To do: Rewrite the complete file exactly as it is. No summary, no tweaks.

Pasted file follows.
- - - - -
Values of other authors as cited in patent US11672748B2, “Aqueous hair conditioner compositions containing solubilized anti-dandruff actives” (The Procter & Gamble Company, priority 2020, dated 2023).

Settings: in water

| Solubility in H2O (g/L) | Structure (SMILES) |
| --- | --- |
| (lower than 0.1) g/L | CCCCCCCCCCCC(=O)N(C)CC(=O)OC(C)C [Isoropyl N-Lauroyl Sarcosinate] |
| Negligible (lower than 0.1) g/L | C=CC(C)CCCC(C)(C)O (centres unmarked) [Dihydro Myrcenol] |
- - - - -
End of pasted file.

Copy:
Values of other authors as cited in patent US11672748B2, “Aqueous hair conditioner compositions containing solubilized anti-dandruff actives” (The Procter & Gamble Company, priority 2020, dated 2023).

Settings: in water

| Solubility in H2O (g/L) | Structure (SMILES) |
| --- | --- |
| (lower than 0.1) g/L | CCCCCCCCCCCC(=O)N(C)CC(=O)OC(C)C [Isoropyl N-Lauroyl Sarcosinate] |
| Negligible (lower than 0.1) g/L | C=CC(C)CCCC(C)(C)O (centres unmarked) [Dihydro Myrcenol] |